by Daniella Scott | Cosmo
Singer Duffy has penned an open letter to Netflix CEO Reed Hastings asking him to remove the controversial film 365 Days from the platform, saying it “glamorizes the brutal reality of sex trafficking, kidnapping and rape.”
The film which came onto Netflix last month, tells the story of a young Polish woman who is imprisoned by a member of the Sicilian mafia who kidnaps her and gives her a 365 days to fall in love with him. The film quickly became a topic of controversy, with some accusing it of perpetuating rape culture and glorifying sex trafficking, Stockholm syndrome and abusive behaviour, meanwhile a Canadian petition to remove the film from Netflix has reached almost 40,000 signatures.
In February of this year singer Duffy shared an Instagram post with followers revealing that she had disappeared from the public eye as a result of an incident years ago in which she was drugged, raped and kidnapped over a period of four weeks. She has since written a lengthy blog post giving further details of the attack saying she wants to “help others who have suffered the same.”
Now she has now written a detailed open letter to Netflix’s CEO Reed Hastings urging him to remove the film from the platform. In the letter she also addresses viewers who watched and enjoyed the movie to “reflect on the reality of kidnapping and trafficking of force and sexual exploitation, and of an experience that is the polar opposite of the glossy fantasy depicted in ‘365 Days’.”
Here is the letter in full as it appeared in Deadline:
Recently I wrote publicly about an ordeal I was subject to. I was drugged, kidnapped, trafficked and raped. I released a statement of my personal account, which you may find online in further detail on http://www.duffywords.com.
Today, I really don’t know what to think, say, or do, other than to reach out and explain to you in this letter how irresponsible it was of Netflix to broadcast the film ‘365 Days’. I don’t want to be in this position to have to write to you, but the virtue of my suffering obliges me to do so, because of a violent experience that I endured of the kind that you have chosen to present as ‘adult erotica’.
‘365 Days’ glamorizes the brutal reality of sex trafficking, kidnapping and rape. This should not be anyone’s idea of entertainment, nor should it be described as such, or be commercialized in this manner.
I write these words (ones I cannot believe I am writing in 2020, with so much hope and progress gained in recent years), as an estimated 25 million people are currently trafficked around the world, not to mention the untold amounts of people uncounted. Please take a moment to stop and pause, and think about that number, equivalent to almost half the population of England. And of those trafficked annually, no less than 80% are women and girls, and 50% of them are minors.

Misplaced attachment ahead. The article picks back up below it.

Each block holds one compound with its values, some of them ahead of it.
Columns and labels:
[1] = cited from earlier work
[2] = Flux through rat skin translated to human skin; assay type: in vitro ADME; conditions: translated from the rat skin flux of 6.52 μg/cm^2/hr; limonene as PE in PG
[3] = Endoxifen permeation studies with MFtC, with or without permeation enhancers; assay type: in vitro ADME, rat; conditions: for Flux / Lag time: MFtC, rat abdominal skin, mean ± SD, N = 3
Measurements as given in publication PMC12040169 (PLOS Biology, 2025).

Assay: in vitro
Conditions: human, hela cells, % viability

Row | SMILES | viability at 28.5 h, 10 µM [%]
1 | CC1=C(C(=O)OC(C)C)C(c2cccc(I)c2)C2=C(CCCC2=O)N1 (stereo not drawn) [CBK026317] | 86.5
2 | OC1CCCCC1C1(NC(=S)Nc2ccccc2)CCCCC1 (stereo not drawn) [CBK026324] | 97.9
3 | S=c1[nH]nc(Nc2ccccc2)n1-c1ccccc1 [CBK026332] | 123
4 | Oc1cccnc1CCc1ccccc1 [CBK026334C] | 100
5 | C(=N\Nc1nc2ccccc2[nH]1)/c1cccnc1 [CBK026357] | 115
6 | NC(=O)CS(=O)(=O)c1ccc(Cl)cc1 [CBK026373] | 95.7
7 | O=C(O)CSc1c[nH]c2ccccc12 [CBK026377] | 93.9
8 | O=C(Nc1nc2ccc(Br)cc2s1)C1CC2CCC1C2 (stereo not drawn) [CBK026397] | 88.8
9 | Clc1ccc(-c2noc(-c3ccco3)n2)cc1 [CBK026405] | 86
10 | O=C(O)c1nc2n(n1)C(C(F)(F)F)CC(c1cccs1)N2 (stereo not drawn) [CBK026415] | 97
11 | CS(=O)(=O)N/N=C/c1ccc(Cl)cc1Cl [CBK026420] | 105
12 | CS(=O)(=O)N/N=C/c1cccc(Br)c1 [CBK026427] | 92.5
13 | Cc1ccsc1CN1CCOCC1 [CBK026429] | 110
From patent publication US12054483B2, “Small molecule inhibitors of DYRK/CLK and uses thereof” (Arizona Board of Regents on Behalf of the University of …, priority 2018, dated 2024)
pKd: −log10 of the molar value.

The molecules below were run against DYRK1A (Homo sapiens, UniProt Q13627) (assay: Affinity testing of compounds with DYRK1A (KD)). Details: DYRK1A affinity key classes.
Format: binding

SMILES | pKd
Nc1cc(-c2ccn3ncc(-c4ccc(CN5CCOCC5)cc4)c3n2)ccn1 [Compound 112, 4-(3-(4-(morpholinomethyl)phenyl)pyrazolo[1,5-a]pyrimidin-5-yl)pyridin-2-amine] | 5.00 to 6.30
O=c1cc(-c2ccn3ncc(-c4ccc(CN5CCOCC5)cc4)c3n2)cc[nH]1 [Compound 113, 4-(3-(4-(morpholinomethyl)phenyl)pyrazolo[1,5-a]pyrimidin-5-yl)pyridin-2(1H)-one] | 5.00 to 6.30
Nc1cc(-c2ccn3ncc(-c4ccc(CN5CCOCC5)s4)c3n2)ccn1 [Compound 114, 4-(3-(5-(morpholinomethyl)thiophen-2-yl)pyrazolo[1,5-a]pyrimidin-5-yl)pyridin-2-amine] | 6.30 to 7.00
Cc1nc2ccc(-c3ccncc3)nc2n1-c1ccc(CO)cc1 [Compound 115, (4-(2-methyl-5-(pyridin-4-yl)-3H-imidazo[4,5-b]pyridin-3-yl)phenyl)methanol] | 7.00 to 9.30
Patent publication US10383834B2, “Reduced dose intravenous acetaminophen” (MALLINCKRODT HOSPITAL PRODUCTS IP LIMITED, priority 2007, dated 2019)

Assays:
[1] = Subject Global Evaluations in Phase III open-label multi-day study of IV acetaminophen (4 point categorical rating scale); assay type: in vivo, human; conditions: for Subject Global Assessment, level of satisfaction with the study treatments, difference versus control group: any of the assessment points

It grieves me that Netflix provides a platform for such ‘cinema’, that eroticises kidnapping and distorts sexual violence and trafficking as a “sexy” movie. I just can’t imagine how Netflix could overlook how careless, insensitive, and dangerous this is. It has even prompted some young women, recently, to jovially ask Michele Morrone, the lead actor in the film, to kidnap them.
We all know Netflix would not host material glamorizing pedophilia, racism, homophobia, genocide, or any other crimes against humanity. The world would rightly rise up and scream. Tragically, victims of trafficking and kidnapping are unseen, and yet in ‘365 Days’ their suffering is made into a “erotic drama”, as described by Netflix.
And so, I am compelled to speak on their behalf, and to ask you to right this wrong; to commit the resources of Netflix, and the skills of its talented film-makers, to producing and broadcasting content that portrays the truth of the harsh and desperate reality of what ‘365 Days’ has sought to turn into a work of casual entertainment.
I calm myself to explain to you here – when I was trafficked and raped, I was lucky to come away with my life, but far too many have not been so lucky. And now I have to witness these tragedies, and my tragedy, eroticised and demeaned. Where can one turn? But to have to address you in writing.
To anyone who may exclaim ‘it is just a movie’, it is not ‘just’, when it has great influence to distort a subject which is widely undiscussed, such as sex trafficking and kidnapping, by making the subject erotic.
And because ‘365 Days’ has proved enormously popular, I also address this letter to viewers directly. I encourage the millions who have enjoyed the movie to reflect on the reality of kidnapping and trafficking, of force and sexual exploitation, and of an experience that is the polar opposite of the glossy fantasy depicted in ‘365 Days’.
As we approach World day against trafficking in persons on 30th July, I encourage Netflix and everyone who has watched ‘365 Days’ to learn more about human trafficking by visiting https://www.unodc.org/unodc/en/human-trafficking/what-is-human-trafficking.html and to pledge to make a difference to organizations such as: catwinternational.org, hopeforjustice.org, polarisproject.org, antislavery.org, stopthetraffik.org, unseenuk.org, notforsalecampaign.org, ijm.org, a21.org and madeforthem.org.
If all of you at Netflix take nothing from this open letter but these final words, I will be content. You have not realized how ‘365 Days’ has brought great hurt to those who have endured the pains and horrors that this film glamorizes, for entertainment and for dollars. What I and others who know these injustices need is the exact opposite – a narrative of truth, hope, and to be given a voice.
When we know better, let us do better, Duffy.”
We have reached out to Netflix for comment.
If you are in need of advice, information or support relating to sexual assault visit Rape Crisis England and Wales or call (freephone) 0808 802 9999.
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